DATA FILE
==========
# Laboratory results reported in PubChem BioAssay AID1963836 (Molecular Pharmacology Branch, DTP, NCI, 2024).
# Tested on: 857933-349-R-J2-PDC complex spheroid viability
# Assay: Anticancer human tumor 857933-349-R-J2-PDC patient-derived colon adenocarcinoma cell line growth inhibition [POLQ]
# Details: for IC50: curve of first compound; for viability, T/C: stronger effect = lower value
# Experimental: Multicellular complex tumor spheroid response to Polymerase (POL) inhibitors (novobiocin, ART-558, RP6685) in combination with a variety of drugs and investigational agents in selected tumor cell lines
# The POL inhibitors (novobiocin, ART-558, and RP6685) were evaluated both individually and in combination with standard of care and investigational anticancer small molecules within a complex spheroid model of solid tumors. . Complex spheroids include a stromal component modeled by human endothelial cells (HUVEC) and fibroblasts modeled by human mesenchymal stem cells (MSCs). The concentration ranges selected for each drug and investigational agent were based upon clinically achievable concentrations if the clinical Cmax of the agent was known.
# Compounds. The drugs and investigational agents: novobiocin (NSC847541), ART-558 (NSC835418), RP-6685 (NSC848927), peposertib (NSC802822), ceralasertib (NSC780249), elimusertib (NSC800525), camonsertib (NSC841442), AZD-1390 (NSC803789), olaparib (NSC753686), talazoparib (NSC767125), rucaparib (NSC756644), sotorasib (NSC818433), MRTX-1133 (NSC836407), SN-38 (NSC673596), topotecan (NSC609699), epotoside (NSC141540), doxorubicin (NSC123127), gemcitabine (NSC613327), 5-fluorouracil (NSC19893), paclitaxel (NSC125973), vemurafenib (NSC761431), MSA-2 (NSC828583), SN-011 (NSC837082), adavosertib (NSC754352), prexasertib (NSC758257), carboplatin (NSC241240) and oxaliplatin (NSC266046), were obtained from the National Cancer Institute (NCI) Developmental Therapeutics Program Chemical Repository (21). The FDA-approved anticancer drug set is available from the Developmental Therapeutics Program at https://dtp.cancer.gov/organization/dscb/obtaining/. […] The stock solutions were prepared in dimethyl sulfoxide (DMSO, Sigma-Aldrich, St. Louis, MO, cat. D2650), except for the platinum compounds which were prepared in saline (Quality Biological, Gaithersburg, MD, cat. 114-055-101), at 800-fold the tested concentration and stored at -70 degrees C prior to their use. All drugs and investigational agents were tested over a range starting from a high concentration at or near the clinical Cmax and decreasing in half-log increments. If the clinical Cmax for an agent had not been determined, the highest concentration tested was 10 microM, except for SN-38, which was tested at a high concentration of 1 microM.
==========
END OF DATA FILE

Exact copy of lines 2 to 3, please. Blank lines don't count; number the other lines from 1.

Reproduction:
# Tested on: 857933-349-R-J2-PDC complex spheroid viability
# Assay: Anticancer human tumor 857933-349-R-J2-PDC patient-derived colon adenocarcinoma cell line growth inhibition [POLQ]